Barriere Lake Algonquin affirm opposition to mine during Montreal company meeting: threat of mining on their land exposes failure of Quebec’s Mining Act
Montreal /– Today, community members from the Algonquin First Nation of Barriere Lake traveled to Montreal to attend the annual general meeting of Val-D'Or-based Cartier Resources Inc., where they affirmed that the overwhelming majority of their First Nation is opposed to the company’s Rivière Doré copper mining project moving forward on their traditional territory. A solidarity demonstration will happen outside of the shareholders meeting at 11:30 am at Dorchester Square, the corner of Peel and Rene-Levesque.
“The Charest government’s planned amendments to Quebec’s Mining Act do nothing to address the basic human rights violation at its core: the fact that no communities, including First Nations, have the right to give their free, prior and informed consent to a mining project,” said Norman Matchewan, a community spokesperson for Barriere Lake.
The right to free, prior and informed consent to any development is enshrined in the United Nations Declaration on the Rights of Indigenous Peoples, which has been endorsed by the Canadian government.
In March, Barriere Lake community members discovered copper exploration activities on their traditional territory, south-east of Val D’Or, Quebec. The land has never been ceded by the Algonquins of Barriere Lake, who hold constitutionally-protected Aboriginal title and rights at the site of the potential mine.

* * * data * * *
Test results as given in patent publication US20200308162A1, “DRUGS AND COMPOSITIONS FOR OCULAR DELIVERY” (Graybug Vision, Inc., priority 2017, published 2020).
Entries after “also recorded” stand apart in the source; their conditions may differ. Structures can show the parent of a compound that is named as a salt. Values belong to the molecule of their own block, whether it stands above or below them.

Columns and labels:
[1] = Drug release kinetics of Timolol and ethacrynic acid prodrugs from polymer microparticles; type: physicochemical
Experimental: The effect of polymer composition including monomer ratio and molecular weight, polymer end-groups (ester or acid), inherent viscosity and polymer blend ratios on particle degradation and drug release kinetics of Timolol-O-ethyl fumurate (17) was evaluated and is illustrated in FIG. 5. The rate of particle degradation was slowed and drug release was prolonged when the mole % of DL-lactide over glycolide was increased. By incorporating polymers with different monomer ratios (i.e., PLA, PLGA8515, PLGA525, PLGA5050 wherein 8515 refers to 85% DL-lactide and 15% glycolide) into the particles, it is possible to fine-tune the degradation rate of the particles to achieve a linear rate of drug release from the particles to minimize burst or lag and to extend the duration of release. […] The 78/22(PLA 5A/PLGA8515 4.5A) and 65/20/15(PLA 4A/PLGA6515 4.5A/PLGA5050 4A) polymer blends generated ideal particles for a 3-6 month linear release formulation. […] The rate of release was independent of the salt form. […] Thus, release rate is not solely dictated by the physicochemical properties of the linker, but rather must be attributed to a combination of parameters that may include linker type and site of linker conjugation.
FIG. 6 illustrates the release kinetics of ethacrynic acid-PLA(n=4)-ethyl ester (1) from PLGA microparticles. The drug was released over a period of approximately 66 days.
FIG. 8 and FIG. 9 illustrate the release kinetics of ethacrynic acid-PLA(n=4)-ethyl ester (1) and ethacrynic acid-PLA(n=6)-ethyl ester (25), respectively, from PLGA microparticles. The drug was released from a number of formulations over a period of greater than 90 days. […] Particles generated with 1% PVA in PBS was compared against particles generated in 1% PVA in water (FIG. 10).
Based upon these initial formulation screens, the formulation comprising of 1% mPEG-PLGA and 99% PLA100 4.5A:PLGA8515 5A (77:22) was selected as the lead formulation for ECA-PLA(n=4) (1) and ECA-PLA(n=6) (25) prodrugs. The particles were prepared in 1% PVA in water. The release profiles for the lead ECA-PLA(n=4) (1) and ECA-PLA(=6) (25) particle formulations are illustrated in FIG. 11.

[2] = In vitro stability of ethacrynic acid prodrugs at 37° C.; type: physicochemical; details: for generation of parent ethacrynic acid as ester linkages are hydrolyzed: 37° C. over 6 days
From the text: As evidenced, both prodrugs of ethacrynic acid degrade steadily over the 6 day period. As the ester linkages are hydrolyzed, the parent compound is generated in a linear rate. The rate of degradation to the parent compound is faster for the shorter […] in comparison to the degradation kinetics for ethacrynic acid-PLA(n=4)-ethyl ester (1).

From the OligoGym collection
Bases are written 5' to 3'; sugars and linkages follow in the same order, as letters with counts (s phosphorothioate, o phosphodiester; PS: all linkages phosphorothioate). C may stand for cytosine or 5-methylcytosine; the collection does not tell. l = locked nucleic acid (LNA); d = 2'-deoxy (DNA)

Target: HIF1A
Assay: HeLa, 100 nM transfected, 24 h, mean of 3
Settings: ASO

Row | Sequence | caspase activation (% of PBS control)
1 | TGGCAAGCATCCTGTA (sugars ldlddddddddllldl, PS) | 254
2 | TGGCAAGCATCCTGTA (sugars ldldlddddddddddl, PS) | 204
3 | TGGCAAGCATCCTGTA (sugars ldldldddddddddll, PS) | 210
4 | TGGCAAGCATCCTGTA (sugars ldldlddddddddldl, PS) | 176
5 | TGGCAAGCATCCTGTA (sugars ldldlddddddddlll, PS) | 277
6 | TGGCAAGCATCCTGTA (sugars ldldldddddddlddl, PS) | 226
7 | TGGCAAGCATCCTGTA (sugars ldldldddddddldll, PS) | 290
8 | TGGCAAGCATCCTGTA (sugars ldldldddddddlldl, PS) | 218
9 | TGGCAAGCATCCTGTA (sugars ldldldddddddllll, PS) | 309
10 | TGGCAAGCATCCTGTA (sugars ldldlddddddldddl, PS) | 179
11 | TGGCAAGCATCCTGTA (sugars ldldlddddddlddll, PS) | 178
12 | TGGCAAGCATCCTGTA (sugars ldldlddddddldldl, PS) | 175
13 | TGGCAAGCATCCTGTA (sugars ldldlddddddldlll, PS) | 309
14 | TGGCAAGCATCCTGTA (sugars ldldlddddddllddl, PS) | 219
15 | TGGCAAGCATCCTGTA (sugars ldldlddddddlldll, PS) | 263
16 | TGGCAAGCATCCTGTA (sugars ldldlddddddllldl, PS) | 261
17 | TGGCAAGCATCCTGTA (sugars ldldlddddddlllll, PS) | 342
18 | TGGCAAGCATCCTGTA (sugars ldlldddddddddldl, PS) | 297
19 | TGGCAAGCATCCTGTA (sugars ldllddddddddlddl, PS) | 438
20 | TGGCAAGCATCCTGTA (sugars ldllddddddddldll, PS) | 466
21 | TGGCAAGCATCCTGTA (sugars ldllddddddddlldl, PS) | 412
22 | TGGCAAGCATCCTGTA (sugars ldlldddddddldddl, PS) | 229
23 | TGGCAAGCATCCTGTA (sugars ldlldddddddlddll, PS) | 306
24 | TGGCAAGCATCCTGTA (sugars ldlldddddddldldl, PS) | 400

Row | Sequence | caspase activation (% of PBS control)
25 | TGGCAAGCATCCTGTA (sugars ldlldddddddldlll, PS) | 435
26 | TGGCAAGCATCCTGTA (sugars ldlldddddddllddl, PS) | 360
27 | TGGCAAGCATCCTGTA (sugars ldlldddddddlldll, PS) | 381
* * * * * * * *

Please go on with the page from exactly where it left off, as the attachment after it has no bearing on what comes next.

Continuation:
The land is also already covered by an agreement signed between Quebec and Canada and the First Nation in 1991. This Trilateral Agreement – a sustainable development plan for 10,000 square kilometres of Barriere Lake’s traditional territory – has been praised by the United Nations, but both Quebec and Canada have refused to implement it.
The Elders Council of Barriere Lake issued a letter to the Quebec Minister of Natural Resources and Wildlife on May 2 declaring that the community will not allow any resource extraction like mining on their traditional territory until the Trilateral Agreement is implemented.
“Charest’s claim that the Mining Act amendments fit the ‘principles of sustainable development’ is totally hollow,” said Matchewan."If the Quebec government were concerned about sustainable development, they would not allow a mining company to explore and open a mine against the wishes of a community, to engage in activities that will have negative impacts on the land, water, animals and plants that we depend on. We will not allow this mine to be built.”
The mineral exploration activities have currently stopped, after community members went to the potential mine site to request that the workers leave. The workers respected the community’s wishes.